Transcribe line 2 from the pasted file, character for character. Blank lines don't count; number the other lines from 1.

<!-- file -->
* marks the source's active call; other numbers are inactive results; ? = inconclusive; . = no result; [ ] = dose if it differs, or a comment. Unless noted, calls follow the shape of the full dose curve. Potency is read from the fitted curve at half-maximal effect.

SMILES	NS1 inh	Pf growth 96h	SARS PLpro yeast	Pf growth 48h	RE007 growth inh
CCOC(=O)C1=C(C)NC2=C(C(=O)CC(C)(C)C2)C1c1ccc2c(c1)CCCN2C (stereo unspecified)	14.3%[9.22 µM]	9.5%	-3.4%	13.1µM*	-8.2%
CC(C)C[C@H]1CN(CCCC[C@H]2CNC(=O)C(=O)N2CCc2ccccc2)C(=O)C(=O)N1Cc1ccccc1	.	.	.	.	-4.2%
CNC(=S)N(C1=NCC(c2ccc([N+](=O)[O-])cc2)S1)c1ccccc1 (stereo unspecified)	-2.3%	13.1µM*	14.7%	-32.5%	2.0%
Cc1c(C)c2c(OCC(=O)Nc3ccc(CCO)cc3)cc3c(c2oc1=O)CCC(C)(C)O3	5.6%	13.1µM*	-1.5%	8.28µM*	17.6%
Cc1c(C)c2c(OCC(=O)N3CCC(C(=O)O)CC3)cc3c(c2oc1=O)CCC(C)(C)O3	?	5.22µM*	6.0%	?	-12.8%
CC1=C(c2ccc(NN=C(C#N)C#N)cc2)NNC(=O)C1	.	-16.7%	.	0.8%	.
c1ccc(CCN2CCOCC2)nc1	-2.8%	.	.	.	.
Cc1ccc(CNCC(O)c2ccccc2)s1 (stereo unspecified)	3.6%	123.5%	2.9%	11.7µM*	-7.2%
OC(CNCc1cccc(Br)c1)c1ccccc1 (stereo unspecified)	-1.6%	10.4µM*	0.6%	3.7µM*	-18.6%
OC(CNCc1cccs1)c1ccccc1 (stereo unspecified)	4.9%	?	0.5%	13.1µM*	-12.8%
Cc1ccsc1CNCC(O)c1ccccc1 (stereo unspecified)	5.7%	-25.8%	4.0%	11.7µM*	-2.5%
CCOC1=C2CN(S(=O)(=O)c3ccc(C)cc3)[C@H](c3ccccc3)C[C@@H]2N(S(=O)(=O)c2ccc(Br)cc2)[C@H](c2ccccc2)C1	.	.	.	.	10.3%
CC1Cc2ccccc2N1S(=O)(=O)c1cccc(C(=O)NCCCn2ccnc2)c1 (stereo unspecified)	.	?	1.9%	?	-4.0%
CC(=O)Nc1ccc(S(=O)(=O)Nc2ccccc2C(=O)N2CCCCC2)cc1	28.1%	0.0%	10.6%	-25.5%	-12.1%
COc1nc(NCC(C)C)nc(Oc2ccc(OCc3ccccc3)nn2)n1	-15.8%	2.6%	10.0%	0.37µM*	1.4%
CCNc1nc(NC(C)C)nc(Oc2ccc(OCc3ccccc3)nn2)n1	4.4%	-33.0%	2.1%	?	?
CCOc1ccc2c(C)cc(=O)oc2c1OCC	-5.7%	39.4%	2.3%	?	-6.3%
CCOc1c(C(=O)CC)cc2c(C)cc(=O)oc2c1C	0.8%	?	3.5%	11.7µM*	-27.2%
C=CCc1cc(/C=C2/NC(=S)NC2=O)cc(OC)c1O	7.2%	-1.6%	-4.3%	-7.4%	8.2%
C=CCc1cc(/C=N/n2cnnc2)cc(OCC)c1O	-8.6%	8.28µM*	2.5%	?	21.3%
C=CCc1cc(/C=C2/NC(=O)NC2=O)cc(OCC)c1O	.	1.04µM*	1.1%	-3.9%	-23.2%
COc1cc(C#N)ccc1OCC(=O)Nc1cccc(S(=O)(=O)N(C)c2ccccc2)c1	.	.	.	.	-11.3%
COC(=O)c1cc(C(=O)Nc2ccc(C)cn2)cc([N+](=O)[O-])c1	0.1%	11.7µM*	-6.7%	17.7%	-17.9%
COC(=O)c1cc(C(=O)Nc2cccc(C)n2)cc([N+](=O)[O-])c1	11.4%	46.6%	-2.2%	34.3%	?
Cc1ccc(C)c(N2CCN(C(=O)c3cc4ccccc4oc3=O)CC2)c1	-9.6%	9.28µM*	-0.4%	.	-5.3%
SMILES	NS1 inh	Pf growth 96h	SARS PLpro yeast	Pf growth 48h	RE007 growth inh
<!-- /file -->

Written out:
SMILES	NS1 inh	Pf growth 96h	SARS PLpro yeast	Pf growth 48h	RE007 growth inh